Tuesday, December 16, 2003

Should training ever be mandatory?

There is no absolute on this issue. Like all things in training and education, "it depends" on a host of factors.

The fact that some people vociferously criticize the training they were mandated to attend cannot be taken as valid criticism of the training itself. The majority of people probably go into mandated training with some resistance, if they are not pre-sold on the goals/benefits. Those most resistant will usually find fault with the training -- the trainer, the content, the context, the learning design, will all come under fire. Others will come out of the experience enlightened and appreciative.

Maybe our inherent dislike for being forced to participate in training is a throw-back to our school days. How many of us appreciated mandatory attendance of classes at school? How many of us ran down the teacher, the content, the relevance of the learning, just to rationalize our desire to be elsewhere? Where schooling is not mandatory, a nation declines. The same may be true of training in a company. A corporation has goals, the achievement of which require certain competencies. Each employee cannot be expected to automatically align his/her personal training needs with those of the company, and there are bound to be fundamental disconnects.

This is particularly true in times of change, and it may well be that those individuals most resistant to change are the ones least likely to participate in required training voluntarily.

Thursday, December 04, 2003

Sample size and statistical significance

How many people do you need to survey to get a significant result?

For statistical significance (in statistics, "significant" has a very specific meaning), you need to use a valid sample size. You also need to use a valid methodology for selecting who goes into your sample.

As a rough rule of thumb, your sample should be about 10% of your universe, but not smaller than 30 and not greater than 350. If you are doing multivariate analysis, the sample should be ten times the number of variables you are testing.

If you want to be more pedantic, you should define what confidence level you want and what margin of error is acceptable to you. A confidence level of 95% and an error margin of 5% tell you that your result will be within 5% of the true answer 95% of the time you run the survey. So if you tested 100 samples, 95 of them would return a result that was within 5% of the truth.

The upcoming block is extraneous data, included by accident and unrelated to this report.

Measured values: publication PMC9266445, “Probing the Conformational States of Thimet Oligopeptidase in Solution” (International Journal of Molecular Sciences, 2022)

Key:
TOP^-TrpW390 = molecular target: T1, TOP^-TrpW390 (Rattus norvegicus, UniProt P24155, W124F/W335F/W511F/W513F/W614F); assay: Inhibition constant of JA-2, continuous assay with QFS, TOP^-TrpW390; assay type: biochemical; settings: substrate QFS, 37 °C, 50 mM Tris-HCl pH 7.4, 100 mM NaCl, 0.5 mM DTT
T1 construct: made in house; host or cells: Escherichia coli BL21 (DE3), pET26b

The correct sample size is a function of those three elements--your universe (how many people make up the group whose behavior you are trying to represent), your desired error margin, and your preferred confidence level. It's a simple formula (well, not so simple). For most purposes, I'd go for a 10% error margin at 95% confidence. For varying numbers of learners in your universe here are the ideal sample sizes (the first at a 10% error margin, the second at 5%):

50 in the universe, sample 33 or 44
100 in the universe, sample 49 or 80
200 in the universe, sample 65 or 132
500 in the universe, sample 81 or 217
1000 in the universe, sample 88 or 278
and so it goes till you find that an ideal sample for a 10% error margin hardly moves above 350 no matter how big the universe (it's 500 for 5%).

Friday, November 21, 2003

Course licensing

If you are licensing courses, you should find that the vendor is flexible about meeting your needs. Typically, you will buy a license for X number of enrollments (an enrollment being one learner in one course), and that license will have a time delimiter as well as the maximum enrollment delimiter. So, for example, you would license a course or package of courses for one year for a maximum of 400 enrollments. The effective cost per enrollment will drop depending on volume. Usually, you buy the license in advance, and it is a use-it- or-lose-it agreement.

You can also license on a pay-per-use basis, paying only every time a new enrollment takes place. Expect to pay a fixed cost per enrollment that is substantially higher than on a volume license. You would only opt for pay-per-use if you had very few learners -- course fees are relatively expensive, and you and the vendor incur more administrative load.

There are many in-between license negotiations that you might be able to do. A common one is to buy a small volume license with an agreement that when you exceed its ceiling you can roll into a second discounted license, or into pay-per-use at a discounted rate. Also, if you are interested in a collection of courses, you can buy different volume licenses for different courses depending on your expected usage, and opt for pay-per-use on those courses that are likely to be used by small numbers.

The key is to go into a negotiation knowing what your usage is likely to be, and get your vendor to work with you on building a package that works. Off-the-shelf courses should not have inflexible off-the- shelf license terms :-)

Thursday, November 13, 2003

RoboDemo v. Camtasia